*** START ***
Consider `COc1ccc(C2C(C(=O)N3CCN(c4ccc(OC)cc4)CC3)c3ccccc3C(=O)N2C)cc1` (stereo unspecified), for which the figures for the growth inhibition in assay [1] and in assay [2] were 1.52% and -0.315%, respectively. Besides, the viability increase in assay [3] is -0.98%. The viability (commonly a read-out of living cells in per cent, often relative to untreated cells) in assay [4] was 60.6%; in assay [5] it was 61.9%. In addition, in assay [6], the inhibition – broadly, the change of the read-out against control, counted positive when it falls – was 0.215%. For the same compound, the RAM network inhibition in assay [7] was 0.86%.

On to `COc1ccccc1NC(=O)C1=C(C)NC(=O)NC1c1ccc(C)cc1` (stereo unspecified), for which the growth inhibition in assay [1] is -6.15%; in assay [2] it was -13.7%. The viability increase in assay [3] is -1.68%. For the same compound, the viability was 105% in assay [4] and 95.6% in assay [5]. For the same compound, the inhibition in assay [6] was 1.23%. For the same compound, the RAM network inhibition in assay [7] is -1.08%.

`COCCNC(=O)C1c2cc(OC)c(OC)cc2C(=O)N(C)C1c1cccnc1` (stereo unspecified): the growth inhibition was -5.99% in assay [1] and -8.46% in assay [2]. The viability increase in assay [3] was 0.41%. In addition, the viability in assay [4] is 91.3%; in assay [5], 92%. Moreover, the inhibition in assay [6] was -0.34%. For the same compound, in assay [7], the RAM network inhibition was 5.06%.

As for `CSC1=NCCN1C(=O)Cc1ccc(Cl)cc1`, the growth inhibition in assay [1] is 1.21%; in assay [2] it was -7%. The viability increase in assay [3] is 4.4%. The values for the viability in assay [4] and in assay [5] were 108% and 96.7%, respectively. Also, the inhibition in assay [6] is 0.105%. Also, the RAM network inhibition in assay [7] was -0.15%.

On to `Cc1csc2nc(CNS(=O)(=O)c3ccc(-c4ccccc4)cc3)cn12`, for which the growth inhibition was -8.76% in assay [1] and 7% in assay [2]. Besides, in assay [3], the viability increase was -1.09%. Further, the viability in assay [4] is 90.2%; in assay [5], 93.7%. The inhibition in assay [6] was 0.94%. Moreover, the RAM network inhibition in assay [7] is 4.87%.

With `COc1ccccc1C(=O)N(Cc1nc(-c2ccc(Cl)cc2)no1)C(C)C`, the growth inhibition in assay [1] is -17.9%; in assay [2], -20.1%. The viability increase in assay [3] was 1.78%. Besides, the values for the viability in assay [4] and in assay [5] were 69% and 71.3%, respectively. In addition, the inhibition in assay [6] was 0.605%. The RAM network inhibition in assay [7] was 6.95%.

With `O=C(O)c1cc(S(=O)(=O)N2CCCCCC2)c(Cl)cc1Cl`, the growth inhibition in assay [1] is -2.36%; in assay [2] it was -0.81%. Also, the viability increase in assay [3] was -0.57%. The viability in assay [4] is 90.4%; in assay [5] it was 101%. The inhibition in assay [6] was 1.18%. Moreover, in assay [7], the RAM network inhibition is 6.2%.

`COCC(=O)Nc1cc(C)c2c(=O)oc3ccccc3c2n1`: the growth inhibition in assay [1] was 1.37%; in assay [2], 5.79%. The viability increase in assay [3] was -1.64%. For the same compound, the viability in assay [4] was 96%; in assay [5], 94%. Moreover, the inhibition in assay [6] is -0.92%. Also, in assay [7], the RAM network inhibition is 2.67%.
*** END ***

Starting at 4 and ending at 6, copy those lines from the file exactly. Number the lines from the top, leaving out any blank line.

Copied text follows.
As for `CSC1=NCCN1C(=O)Cc1ccc(Cl)cc1`, the growth inhibition in assay [1] is 1.21%; in assay [2] it was -7%. The viability increase in assay [3] is 4.4%. The values for the viability in assay [4] and in assay [5] were 108% and 96.7%, respectively. Also, the inhibition in assay [6] is 0.105%. Also, the RAM network inhibition in assay [7] was -0.15%.

On to `Cc1csc2nc(CNS(=O)(=O)c3ccc(-c4ccccc4)cc3)cn12`, for which the growth inhibition was -8.76% in assay [1] and 7% in assay [2]. Besides, in assay [3], the viability increase was -1.09%. Further, the viability in assay [4] is 90.2%; in assay [5], 93.7%. The inhibition in assay [6] was 0.94%. Moreover, the RAM network inhibition in assay [7] is 4.87%.

With `COc1ccccc1C(=O)N(Cc1nc(-c2ccc(Cl)cc2)no1)C(C)C`, the growth inhibition in assay [1] is -17.9%; in assay [2], -20.1%. The viability increase in assay [3] was 1.78%. Besides, the values for the viability in assay [4] and in assay [5] were 69% and 71.3%, respectively. In addition, the inhibition in assay [6] was 0.605%. The RAM network inhibition in assay [7] was 6.95%.